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Is the following legal according to the C++11 standard (= default outside the definition of the class) ?

// In header file
class Test
{
    public:
        Test();
        ~Test();
};

// In cpp file
Test::Test() = default;
Test::~Test() = default;
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8  
This is fine, the standard even uses it in an example (§8.4.2/3). = default and = delete are just "normal" function bodies (as per spec, anyways), i.e. what you'd write in a definition. –  Xeo Jan 10 '13 at 11:57
2  
Note that a defaulted definition can appear after the first declaration of the function while a deleted definition has to be the first declaration of the function. –  MWid Jan 10 '13 at 12:01
    
@Xeo Sounds like an answer. –  Christian Rau Jan 10 '13 at 12:05
    
Note that a constructor that is defaulted in this way, is still a user-provided constructor. As a result, your class Test is not a trivial class. See stackoverflow.com/a/7169675/396551 –  Sjoerd Jan 10 '13 at 12:06

1 Answer 1

up vote 4 down vote accepted

Yes, a special member function can be default-defined out-of-line in a .cpp file. Realize that by doing so, some of the properties of an inline-defaulted function will not apply to your class. For example, if your copy constructor is default-defined out-of-line, your class will not be considered trivially copyable (which also disqualifies it from being recognized as a POD). Similarly, a default-defined out-of-line destructor will disqualify your type from being trivial (or POD).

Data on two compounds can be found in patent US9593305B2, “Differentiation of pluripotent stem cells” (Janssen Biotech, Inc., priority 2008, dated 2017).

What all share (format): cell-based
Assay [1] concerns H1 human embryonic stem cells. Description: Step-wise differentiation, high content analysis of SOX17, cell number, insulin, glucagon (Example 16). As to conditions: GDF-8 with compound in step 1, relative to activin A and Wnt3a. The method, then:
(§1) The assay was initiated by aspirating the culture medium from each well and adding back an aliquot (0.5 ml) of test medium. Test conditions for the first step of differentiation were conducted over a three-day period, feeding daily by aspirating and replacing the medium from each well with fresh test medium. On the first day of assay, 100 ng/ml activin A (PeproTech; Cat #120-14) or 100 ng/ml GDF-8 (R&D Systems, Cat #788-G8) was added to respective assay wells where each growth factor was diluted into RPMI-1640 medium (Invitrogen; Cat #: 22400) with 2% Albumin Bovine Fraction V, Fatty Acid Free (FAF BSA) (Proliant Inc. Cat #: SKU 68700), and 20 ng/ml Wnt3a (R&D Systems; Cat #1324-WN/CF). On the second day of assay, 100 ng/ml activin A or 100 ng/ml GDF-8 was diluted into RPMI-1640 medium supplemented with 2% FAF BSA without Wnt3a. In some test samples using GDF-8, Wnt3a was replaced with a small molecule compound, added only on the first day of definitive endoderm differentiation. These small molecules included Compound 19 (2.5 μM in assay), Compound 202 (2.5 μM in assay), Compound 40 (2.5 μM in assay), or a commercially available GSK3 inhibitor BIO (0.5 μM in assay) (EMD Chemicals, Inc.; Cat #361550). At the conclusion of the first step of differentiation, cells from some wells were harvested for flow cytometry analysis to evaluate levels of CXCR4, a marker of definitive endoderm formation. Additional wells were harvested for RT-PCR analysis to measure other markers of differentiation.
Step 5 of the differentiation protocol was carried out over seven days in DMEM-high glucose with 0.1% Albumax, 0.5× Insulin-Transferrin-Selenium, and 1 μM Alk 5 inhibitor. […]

This can be useful if you wish to have a non-inline copy-constructor and control over where it is defined (perhaps to take control over generated template definitions it will require), but don't wish to manually define it yourself with a hand-crafted member-initializer list, which would be laborious and could go stale under maintenance.

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